Paint removal and redecoration

Traditional coatings used on ornamental plasterwork, whiting, limewashes and soft distempers were washed down, to clean and remove build up before repainting. This allowed for the maintenance of detail in the moulding or embellishment. The use of modern paints which are by nature thicker and more difficult to remove has led to the loss of detail with each subsequent re-painting. Given that it is likely that a room is redecorated on average about every 10 years, this practise, on a ceiling of great age can result in obliteration of detail.

Paint removal demands knowledge of both paint type and substrate materials. Great damage has been inflicted on lime plasterwork by the use of unsuitable paint stripper which has the effect of corroding the surface of the decoration. Where the substrate composition is unclear the approach to removing paint must be one of extreme caution. “Composition’, a natural resin based moulding material has often been mistaken for wood or plaster and been destroyed by the use of wrongly chosen chemical stripper.

As with all of our work paint removal procedures begin with consultation with client and contract administrators to define the extent of removal desirable and the most desirable results. Consultation leads on to trials and analysis. Historic paint schemes can lie obscured beneath layers of modern paint and can be replicated if this is desirable by the use of stratigraphic analysis of the paint by a specialist conservator. The age of different layers can be ascertained by analysis of binder and pigment type in a particular layer and this knowledge is useful in helping the client making choices regarding re-decoration. Analysis also helps prevent the removal of historic polychromy.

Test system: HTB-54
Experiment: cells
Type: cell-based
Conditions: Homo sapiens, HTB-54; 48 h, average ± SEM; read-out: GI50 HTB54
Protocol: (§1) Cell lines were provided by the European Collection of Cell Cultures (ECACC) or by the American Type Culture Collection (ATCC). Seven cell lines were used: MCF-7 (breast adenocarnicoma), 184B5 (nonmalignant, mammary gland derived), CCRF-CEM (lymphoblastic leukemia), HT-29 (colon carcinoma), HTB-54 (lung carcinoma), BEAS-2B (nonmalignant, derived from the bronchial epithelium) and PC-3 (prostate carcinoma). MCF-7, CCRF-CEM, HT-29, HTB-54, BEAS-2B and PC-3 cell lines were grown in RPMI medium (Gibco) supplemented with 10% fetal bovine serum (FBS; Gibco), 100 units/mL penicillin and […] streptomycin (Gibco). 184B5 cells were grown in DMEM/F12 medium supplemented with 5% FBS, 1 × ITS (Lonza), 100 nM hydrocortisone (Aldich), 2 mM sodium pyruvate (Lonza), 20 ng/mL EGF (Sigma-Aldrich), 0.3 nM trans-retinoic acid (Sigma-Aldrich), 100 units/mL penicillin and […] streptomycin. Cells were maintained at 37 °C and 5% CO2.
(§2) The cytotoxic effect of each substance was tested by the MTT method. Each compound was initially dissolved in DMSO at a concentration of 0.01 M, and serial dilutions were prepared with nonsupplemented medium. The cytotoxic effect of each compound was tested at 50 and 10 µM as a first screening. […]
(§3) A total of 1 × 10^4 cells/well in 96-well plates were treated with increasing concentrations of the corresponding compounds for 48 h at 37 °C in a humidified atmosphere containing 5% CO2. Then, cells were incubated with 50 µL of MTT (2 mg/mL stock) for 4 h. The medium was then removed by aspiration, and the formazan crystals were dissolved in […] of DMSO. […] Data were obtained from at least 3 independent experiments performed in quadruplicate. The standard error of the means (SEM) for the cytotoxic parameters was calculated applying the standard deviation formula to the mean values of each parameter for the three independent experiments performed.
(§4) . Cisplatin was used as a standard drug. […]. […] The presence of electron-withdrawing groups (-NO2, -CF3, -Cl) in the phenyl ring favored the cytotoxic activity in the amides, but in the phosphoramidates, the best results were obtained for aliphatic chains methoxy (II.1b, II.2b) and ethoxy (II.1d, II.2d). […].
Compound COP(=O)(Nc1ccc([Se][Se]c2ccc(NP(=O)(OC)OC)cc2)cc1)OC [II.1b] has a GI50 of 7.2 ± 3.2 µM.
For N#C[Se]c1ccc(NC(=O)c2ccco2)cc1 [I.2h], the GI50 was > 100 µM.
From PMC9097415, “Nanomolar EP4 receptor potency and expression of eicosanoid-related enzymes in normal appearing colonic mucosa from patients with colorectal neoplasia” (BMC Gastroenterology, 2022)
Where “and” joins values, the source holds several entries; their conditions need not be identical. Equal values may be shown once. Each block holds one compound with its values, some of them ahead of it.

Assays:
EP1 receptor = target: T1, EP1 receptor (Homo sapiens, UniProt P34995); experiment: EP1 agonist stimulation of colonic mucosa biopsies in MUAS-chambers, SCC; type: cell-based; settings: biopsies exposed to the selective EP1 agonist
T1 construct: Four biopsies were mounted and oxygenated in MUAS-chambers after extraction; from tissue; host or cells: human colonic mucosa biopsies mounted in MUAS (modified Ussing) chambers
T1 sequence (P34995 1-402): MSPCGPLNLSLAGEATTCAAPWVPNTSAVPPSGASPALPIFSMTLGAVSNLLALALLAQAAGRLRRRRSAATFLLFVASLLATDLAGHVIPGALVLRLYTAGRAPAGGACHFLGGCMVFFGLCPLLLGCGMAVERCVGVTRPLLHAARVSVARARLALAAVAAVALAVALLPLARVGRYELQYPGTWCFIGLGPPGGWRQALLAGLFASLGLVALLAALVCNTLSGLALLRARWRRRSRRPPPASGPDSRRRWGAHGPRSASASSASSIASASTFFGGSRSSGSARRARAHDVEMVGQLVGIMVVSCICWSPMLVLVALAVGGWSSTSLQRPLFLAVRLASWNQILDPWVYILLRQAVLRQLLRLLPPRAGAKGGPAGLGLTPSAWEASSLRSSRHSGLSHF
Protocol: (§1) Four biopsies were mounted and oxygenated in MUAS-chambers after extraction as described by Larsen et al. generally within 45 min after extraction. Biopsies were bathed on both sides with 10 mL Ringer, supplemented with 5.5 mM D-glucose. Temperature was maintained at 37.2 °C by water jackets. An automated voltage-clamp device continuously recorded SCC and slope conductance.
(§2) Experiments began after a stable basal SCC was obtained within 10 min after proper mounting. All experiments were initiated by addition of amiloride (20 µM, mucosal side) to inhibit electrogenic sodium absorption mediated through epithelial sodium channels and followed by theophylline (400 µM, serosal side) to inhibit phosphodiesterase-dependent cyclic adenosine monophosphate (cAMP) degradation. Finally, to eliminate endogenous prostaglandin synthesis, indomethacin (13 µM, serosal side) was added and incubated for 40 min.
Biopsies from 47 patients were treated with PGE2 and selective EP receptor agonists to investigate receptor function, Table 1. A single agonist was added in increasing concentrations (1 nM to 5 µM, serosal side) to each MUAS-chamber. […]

Correct paint removal is predicated on knowledge of both the paint type to be removed and the particular substrate from which the paint is to be removed to avoid severe damage to the decoration. Hence the necessity for informed trials. Plaster, wood and composition materials all demand different approaches to avoid costly mistakes.

Trials are also useful in establishing times for paint removal and extrapolating costs. Trials, followed by discussion to establish satisfactory results, followed by measurement of the scope to be stripped leads to a firm platform for contracting out the work. Without trials it is extremely difficult to budget for this work or for a contractor to accurately price.

We are also have extensive knowledge of redecoration methods using traditional materials or modern paints suitable for use on Historic buildings. This includes both water and oil application of gold leaf.

We try where possible to undertake all work in the most environmentally friendly manner. We would always choose the lowest impact chemicals capable of completing the work satisfactorily and choose products where environmental issues have been addressed by the manufacturer. This concern is also applicable to the safety and health of our conservators.

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